Brooklyn Borough President Eric Adams emphasized that it is safe to bowl at The Gutter, 1010 WINS’ Darius Radzius reported.

“I’m going to come in and put my fingers in the same holes to carry a bowling ball and enjoy the game,” Adams said.

On Friday, Mayor Bill de Blasio said both the bowling alley and the High Line coffee shop had been assessed and cleared.

And as CBS 2’s Sonia Rincon reported, the High Line was also crowded as always on Friday.

“We joked that we shouldn’t be touching anything, but I’m sure we’re fine,” said Mitch McGivern, a tourist from Canada.

“People aren’t panicking or anything like that,” added High Line vendor Bill Peaks.

The Meatball Shop on Greenwich Avenue also got the all-clear from the Health Department.

“They determined there’s no risk to customers, and employees that work here,” said city Office of Emergency Management Deputy Commissioner Frank McCarton. “People should not be concerned.”

But indeed some people were concerned. They were also quick to criticize, saying a doctor who knew he was at risk should have known better than to go out on the town.

“I think I would probably stay home, and not go out eating, and rest,” said Chelsea resident Daniel Nardicio. “He could’ve ordered in.”

Meanwhile, the EMTs who picked Spencer up at his apartment are part of a team of special units that had trained for such scenarios.

“When these units arrive at the scene, they confirm that the patient is a possible Ebola patient. They call for a second ambulance. That second ambulance is so those two members can drive the vehicles to the hospital and never get exposed,” said Israel Miranda, president of the Uniformed EMTs, Paramedics & Fire Inspectors Local 2507.

Miranda said EMTs on the front lines and have to be kept safe. Once they get to the hospital, there are more procedures.

“To be safe, they clean the suit. They spray it down with a bleach water solution. Then they cut it from behind and they peel it off like an onion off the person so that person never comes in contact with the outside of the suit,” he said.

Meanwhile, Spencer’s subway use just before he fell ill had some riders reacting with merely a shrug. But not so for Marta Lieba, who said wearing a face mask calmed her anxiety about a disease she admits she knows almost nothing about.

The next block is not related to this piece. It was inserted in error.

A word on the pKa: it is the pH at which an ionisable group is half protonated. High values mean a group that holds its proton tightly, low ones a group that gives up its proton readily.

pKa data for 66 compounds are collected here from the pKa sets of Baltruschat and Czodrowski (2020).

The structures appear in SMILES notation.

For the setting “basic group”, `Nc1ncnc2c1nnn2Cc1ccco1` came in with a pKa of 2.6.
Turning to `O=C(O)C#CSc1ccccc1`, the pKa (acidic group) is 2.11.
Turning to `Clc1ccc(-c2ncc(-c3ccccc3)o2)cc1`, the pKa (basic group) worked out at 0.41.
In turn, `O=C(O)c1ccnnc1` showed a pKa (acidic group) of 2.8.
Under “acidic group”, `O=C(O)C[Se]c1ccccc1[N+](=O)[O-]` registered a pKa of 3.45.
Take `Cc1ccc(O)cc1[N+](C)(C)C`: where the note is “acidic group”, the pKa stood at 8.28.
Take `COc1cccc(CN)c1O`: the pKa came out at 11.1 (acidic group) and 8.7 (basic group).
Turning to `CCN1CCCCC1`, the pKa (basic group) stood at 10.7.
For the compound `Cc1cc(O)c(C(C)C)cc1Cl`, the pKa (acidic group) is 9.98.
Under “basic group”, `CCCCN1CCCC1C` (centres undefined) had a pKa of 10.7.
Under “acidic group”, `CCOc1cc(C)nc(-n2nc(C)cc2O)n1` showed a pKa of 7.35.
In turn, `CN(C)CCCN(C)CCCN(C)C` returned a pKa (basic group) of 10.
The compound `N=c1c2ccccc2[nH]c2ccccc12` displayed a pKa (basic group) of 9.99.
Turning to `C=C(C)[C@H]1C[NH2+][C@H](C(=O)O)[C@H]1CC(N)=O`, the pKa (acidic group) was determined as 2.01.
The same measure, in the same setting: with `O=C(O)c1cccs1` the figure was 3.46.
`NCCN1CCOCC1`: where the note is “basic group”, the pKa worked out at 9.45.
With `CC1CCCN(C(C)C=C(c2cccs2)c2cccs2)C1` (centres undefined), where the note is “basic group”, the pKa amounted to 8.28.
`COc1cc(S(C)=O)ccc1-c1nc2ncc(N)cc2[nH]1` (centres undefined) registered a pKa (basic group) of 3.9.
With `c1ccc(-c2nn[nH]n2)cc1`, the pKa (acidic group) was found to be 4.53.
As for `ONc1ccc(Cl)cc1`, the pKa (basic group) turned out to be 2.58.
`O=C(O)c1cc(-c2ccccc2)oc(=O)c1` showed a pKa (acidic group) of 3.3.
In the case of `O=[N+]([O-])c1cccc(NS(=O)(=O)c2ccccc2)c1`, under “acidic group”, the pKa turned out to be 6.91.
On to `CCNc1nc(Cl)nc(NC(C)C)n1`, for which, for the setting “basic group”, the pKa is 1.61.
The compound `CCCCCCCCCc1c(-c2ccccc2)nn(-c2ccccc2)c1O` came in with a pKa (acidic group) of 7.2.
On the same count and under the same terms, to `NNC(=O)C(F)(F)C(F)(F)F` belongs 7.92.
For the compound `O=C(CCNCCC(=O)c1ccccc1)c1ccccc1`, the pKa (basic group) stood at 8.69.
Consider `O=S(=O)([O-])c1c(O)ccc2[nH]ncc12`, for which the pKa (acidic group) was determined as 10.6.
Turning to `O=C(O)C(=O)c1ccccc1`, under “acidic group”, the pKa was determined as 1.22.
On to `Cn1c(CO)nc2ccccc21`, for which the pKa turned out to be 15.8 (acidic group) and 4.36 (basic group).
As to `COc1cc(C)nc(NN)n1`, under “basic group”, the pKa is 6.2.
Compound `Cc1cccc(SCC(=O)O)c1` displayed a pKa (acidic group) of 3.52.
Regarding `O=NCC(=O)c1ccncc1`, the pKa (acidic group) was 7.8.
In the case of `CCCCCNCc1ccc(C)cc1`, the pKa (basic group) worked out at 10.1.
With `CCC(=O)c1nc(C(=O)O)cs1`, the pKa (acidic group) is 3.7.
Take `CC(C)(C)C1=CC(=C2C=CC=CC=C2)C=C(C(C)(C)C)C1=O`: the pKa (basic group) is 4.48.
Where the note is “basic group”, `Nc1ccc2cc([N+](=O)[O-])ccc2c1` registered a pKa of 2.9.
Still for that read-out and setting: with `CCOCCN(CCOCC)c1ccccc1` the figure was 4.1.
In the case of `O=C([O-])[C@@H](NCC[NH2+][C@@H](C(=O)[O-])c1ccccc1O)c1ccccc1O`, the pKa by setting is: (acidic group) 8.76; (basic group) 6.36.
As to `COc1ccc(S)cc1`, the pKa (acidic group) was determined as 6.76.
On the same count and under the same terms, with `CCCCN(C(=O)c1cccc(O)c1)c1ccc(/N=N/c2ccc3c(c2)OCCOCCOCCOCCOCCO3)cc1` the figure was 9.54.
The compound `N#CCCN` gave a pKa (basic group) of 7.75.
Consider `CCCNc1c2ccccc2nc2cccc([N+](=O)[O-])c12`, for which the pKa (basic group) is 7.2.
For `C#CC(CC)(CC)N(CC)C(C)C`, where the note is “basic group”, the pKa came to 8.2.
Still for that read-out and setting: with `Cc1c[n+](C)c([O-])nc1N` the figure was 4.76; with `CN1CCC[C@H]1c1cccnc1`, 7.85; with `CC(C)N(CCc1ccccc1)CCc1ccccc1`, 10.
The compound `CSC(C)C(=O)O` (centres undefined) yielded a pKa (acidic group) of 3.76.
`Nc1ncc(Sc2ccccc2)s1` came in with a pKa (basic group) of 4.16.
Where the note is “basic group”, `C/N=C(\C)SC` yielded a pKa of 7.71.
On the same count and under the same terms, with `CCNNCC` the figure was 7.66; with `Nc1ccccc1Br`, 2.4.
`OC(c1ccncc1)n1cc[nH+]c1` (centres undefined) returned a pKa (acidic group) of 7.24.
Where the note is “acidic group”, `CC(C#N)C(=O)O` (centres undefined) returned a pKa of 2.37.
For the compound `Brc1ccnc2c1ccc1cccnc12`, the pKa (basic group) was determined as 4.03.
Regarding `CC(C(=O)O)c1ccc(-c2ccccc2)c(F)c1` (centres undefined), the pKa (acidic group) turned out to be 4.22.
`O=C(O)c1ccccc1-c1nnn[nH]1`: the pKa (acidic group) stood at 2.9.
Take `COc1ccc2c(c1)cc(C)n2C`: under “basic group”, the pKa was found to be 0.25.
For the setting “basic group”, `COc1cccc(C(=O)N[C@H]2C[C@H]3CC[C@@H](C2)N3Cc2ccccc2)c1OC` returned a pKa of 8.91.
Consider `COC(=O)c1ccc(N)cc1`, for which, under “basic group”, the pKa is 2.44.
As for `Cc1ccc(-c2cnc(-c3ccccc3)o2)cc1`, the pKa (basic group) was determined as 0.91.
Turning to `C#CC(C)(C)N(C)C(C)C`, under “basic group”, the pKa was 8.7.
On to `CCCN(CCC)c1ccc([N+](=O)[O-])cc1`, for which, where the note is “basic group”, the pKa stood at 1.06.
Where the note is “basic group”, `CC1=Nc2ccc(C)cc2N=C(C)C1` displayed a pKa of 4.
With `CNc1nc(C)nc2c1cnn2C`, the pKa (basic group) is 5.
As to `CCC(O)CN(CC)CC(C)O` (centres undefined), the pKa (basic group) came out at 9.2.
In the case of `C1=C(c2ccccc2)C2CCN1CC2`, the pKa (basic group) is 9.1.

“Everybody’s worried,” Lieba said.

But a man on the subway called Lieba’s face mask an “overreaction.”

“Find out the facts. No way. No,” the man said.

Psychologist Dr. Harris Straytner agreed that some people have been overreacting.

“Ebola is not going to hurt New Yorkers,” said Straytner, of the Mount Sinai School of Medicine.

Stratyner said fear of Ebola can be managed by focusing on medical facts instead of hype surrounding this latest case.

“One person and we already are jumping to death?” he said. “That just doesn’t make sense.”

Dr. Paul Offit, an infectious disease specialist at the Children’s Hospital of Philadelphia, emphasized that there are plenty of everyday practices that are far more dangerous than Ebola.

“We fear Ebola, but yet we get in our car and drive to work when we have a much better chance of being killed there,” Offit said.

And Dr. Irwin Redlener with Columbia University’s Mailman School of Public Health said anger at Spencer is not warranted or fair and that mandatory isolation measures could impede the work against Ebola in Africa.

“You know, they’re going into danger. This is heroic work they’re doing. They knew on top of that, when they got back, they’d be mandatory quarantined for another three weeks. That might tilt more people to decide not to go there,” Dr. Redlener told WCBS 880’s Paul Murnane.

Bassett said health officials are also tracing Spencer’s contacts to find anyone who may be at risk. Spencer’s fiancee and two friends have been quarantined, but have no symptoms.